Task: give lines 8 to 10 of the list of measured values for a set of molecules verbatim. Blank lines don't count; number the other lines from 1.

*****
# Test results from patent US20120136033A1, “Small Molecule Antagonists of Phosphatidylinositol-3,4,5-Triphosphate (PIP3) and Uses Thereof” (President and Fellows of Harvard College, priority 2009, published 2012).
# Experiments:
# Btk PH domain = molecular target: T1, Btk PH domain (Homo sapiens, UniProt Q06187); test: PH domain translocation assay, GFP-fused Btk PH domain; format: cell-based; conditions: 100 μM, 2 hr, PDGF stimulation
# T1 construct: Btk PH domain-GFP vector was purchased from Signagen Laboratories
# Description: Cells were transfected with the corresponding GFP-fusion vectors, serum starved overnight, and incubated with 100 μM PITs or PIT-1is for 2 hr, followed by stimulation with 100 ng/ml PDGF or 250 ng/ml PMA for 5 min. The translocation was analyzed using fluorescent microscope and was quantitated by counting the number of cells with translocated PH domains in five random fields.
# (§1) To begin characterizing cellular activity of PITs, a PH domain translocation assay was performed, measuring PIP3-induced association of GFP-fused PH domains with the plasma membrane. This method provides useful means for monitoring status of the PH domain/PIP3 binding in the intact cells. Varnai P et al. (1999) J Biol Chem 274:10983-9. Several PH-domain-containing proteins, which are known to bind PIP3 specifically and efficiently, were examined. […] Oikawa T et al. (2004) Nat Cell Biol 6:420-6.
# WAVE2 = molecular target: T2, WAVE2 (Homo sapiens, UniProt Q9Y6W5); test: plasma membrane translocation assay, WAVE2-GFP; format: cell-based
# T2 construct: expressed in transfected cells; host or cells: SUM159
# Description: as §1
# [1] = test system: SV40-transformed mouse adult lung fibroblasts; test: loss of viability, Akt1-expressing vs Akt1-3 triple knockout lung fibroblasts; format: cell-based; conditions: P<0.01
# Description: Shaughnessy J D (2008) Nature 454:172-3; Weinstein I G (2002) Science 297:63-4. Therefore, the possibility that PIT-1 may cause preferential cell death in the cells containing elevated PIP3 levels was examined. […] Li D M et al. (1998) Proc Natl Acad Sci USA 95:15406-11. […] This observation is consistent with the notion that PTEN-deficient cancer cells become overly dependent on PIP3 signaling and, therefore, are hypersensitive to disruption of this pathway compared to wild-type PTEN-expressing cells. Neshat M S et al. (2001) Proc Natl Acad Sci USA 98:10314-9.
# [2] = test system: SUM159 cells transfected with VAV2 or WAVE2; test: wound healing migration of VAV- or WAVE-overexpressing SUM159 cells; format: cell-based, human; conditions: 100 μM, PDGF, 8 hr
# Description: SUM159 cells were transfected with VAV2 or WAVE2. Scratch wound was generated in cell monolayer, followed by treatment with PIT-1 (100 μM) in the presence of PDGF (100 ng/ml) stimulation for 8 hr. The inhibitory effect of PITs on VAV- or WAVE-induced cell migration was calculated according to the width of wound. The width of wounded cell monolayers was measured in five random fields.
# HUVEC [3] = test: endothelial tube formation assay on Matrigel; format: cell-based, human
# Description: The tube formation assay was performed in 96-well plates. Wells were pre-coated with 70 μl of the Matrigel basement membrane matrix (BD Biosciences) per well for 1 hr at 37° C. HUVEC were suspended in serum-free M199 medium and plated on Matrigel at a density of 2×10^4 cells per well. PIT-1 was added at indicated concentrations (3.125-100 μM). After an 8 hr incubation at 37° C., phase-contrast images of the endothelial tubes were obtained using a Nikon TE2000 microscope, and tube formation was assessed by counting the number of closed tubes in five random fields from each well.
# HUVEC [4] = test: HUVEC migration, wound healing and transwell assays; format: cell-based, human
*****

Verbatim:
# T2 construct: expressed in transfected cells; host or cells: SUM159
# Description: as §1
# [1] = test system: SV40-transformed mouse adult lung fibroblasts; test: loss of viability, Akt1-expressing vs Akt1-3 triple knockout lung fibroblasts; format: cell-based; conditions: P<0.01